November 23 2014 Latest news:
Thursday, May 22, 2014
Travellers camped by the main road into a Costessey housing estate have left the site.
A convoy of caravans, trucks and vans moved onto land off Sir Alfred Munnings Road, by the Queens Hills estate, earlier this week.
There were around a dozen people in the group and they insisted they would leave the site spotless, but their arrival sparked complaints from residents who said they felt intimidated.
The group has now moved on, leaving a pile of rubbish including empty drink cans and disposable barbecues.
South Norfolk Council confirmed that workers will clear up the waste today.
A spokesman said while the work will be carried out by council staff, costs will be met by the Queens Hills Consortium of developers
Police and South Norfolk Council officers were made aware of the incursion earlier this week, and the group were ordered to leave by Tuesday - after an application by the private landowners.
Hilary Elias, clerk of Costessey Parish Council, said many residents were in touch about the encampment yesterday.
“My phone has been red hot,” she said.
It is the latest in a series of incursions by the pumping station, and developers from the Queens Hills consortium plan to install bollards in the near future to prevent unlawful access.
The Travellers had been moved on from Bowthorpe, and said they had been unable to get a spot at a permanent site in the county.
One of the group, speaking on condition of anonymity, said: “We clean everything up before we leave.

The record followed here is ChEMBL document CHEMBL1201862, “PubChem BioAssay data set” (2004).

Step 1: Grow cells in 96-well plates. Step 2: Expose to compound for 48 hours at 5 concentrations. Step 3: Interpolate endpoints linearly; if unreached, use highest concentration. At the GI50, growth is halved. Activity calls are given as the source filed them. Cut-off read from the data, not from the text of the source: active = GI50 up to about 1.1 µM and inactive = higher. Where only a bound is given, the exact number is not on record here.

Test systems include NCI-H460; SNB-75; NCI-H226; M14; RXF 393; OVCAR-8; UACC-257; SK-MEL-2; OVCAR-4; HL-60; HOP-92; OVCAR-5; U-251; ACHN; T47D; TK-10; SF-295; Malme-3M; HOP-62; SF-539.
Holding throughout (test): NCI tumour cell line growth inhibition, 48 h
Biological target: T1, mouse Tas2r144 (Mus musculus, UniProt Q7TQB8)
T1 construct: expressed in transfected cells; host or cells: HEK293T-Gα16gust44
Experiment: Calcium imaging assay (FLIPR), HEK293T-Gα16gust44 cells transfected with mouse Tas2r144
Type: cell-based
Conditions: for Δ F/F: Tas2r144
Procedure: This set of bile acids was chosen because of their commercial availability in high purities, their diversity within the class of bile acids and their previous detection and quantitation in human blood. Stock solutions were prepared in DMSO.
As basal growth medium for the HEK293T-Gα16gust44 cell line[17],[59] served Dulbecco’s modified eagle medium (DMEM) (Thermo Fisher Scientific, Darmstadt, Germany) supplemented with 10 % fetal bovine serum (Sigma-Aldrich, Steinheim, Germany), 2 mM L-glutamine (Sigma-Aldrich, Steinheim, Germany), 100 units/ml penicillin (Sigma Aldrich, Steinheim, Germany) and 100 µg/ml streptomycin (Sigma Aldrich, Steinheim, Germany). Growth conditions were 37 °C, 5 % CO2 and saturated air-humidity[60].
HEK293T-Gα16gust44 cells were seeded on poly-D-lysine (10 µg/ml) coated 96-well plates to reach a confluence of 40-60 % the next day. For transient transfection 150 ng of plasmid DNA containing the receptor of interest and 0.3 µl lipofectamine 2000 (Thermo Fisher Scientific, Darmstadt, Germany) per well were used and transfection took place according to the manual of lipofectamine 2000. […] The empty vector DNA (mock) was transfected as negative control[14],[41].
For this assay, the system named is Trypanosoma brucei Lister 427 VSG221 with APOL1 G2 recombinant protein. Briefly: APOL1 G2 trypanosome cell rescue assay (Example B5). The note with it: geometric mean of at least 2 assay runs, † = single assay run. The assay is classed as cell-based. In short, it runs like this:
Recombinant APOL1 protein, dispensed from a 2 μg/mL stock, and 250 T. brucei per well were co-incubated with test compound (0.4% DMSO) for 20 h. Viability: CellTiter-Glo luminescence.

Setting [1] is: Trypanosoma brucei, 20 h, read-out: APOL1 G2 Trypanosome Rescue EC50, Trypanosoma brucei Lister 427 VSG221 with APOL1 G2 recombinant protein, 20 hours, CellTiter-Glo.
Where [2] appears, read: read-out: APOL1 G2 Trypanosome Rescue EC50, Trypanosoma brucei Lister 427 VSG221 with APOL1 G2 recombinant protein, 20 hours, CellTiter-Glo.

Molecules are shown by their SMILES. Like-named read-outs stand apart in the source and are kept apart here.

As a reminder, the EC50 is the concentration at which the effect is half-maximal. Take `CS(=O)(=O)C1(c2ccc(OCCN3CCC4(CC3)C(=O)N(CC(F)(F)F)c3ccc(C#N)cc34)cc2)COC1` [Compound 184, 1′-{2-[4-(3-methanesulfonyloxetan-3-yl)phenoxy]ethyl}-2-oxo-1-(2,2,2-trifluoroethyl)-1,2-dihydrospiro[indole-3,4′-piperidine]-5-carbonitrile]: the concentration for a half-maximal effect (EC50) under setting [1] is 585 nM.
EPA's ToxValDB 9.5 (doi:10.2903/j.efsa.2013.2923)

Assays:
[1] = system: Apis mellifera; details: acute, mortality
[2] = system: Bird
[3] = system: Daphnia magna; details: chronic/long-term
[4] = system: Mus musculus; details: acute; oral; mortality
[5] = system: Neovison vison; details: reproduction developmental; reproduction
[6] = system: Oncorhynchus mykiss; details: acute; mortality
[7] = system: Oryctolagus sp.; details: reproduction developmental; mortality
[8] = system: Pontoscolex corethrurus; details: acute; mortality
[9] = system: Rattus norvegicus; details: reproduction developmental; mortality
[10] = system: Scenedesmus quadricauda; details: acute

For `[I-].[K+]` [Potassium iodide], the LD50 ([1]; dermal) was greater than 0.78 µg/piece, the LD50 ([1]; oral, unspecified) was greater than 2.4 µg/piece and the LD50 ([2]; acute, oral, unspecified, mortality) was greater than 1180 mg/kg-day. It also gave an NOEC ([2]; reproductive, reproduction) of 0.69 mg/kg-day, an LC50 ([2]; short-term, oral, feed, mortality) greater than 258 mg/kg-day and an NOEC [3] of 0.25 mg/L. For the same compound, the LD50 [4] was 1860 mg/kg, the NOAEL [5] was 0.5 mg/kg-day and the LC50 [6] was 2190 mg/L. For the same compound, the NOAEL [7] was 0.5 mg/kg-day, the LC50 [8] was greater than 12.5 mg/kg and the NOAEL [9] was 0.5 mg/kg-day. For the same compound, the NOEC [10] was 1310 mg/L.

“A lot of people past here have been beeping their horns and harrassing us.
“There’s a woman in there ready to have her baby any day. She keeps getting moved and it’s not nice.”
Another Traveller, Duncan Johnston, 27, said he had been speaking to various councils about getting a house but had been unsuccessful so far.
“It’s just stress,” he added.
He said the group had been to their current spot by Queens Hills at least 10 times before.
The group said they planned to move to a new £400,000 temporary transit site near Costessey Park and Ride which is due to open within weeks.
It was funded half and half by central government and South Norfolk Council.
Maximum stay on the site is 12 weeks, and Travellers will be charged rent while they are there.
Keren Wright, who runs the Norfolk and Suffolk Gypsy Roma and Traveller service, said district and borough councils have a statutory duty to provide accomodation for Travellers, but there is no duty to provide transit sites.
There are seven permanent sites in Norfolk, including Roundwell in Costessey, but most of these are full and have waiting lists.
The new Costessey transit site will be the fifth of its kind in the county.
“With the amount of encampments we get on Queens Hills, I’m sure the Costessey encampment will be well received,” said Ms Wright.